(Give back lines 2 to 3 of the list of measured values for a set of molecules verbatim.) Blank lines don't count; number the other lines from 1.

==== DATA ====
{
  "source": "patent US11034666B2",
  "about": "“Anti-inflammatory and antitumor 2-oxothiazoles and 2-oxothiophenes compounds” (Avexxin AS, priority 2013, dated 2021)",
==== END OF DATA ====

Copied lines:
  "source": "patent US11034666B2",
  "about": "“Anti-inflammatory and antitumor 2-oxothiazoles and 2-oxothiophenes compounds” (Avexxin AS, priority 2013, dated 2021)",